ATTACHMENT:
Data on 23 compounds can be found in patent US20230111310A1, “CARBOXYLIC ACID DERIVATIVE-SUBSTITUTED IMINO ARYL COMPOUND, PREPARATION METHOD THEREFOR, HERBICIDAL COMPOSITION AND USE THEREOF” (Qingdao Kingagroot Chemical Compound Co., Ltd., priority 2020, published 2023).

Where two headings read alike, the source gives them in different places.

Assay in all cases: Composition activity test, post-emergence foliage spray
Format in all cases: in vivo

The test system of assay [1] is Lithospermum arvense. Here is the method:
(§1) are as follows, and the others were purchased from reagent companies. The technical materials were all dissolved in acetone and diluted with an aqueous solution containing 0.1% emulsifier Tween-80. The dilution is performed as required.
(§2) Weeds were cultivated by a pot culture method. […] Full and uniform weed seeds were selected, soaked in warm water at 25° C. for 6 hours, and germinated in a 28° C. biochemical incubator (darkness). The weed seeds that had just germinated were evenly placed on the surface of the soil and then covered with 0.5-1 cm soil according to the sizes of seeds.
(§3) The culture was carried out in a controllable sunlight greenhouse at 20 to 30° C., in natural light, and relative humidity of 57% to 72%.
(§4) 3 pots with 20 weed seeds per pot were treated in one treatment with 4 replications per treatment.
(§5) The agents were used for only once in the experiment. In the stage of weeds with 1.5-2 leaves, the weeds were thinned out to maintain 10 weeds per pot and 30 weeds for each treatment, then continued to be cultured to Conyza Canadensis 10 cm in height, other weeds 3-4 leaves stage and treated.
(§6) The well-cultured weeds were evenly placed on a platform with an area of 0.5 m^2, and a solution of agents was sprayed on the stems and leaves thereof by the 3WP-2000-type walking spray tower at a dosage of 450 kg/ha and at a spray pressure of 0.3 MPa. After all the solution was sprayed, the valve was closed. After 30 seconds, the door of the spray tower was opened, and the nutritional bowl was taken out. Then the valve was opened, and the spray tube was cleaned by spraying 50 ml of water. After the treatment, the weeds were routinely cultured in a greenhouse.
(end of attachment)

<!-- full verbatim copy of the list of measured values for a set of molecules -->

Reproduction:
Data on 23 compounds can be found in patent US20230111310A1, “CARBOXYLIC ACID DERIVATIVE-SUBSTITUTED IMINO ARYL COMPOUND, PREPARATION METHOD THEREFOR, HERBICIDAL COMPOSITION AND USE THEREOF” (Qingdao Kingagroot Chemical Compound Co., Ltd., priority 2020, published 2023).

Where two headings read alike, the source gives them in different places.

Assay in all cases: Composition activity test, post-emergence foliage spray
Format in all cases: in vivo

The test system of assay [1] is Lithospermum arvense. Here is the method:
(§1) are as follows, and the others were purchased from reagent companies. The technical materials were all dissolved in acetone and diluted with an aqueous solution containing 0.1% emulsifier Tween-80. The dilution is performed as required.
(§2) Weeds were cultivated by a pot culture method. […] Full and uniform weed seeds were selected, soaked in warm water at 25° C. for 6 hours, and germinated in a 28° C. biochemical incubator (darkness). The weed seeds that had just germinated were evenly placed on the surface of the soil and then covered with 0.5-1 cm soil according to the sizes of seeds.
(§3) The culture was carried out in a controllable sunlight greenhouse at 20 to 30° C., in natural light, and relative humidity of 57% to 72%.
(§4) 3 pots with 20 weed seeds per pot were treated in one treatment with 4 replications per treatment.
(§5) The agents were used for only once in the experiment. In the stage of weeds with 1.5-2 leaves, the weeds were thinned out to maintain 10 weeds per pot and 30 weeds for each treatment, then continued to be cultured to Conyza Canadensis 10 cm in height, other weeds 3-4 leaves stage and treated.
(§6) The well-cultured weeds were evenly placed on a platform with an area of 0.5 m^2, and a solution of agents was sprayed on the stems and leaves thereof by the 3WP-2000-type walking spray tower at a dosage of 450 kg/ha and at a spray pressure of 0.3 MPa. After all the solution was sprayed, the valve was closed. After 30 seconds, the door of the spray tower was opened, and the nutritional bowl was taken out. Then the valve was opened, and the spray tube was cleaned by spraying 50 ml of water. After the treatment, the weeds were routinely cultured in a greenhouse.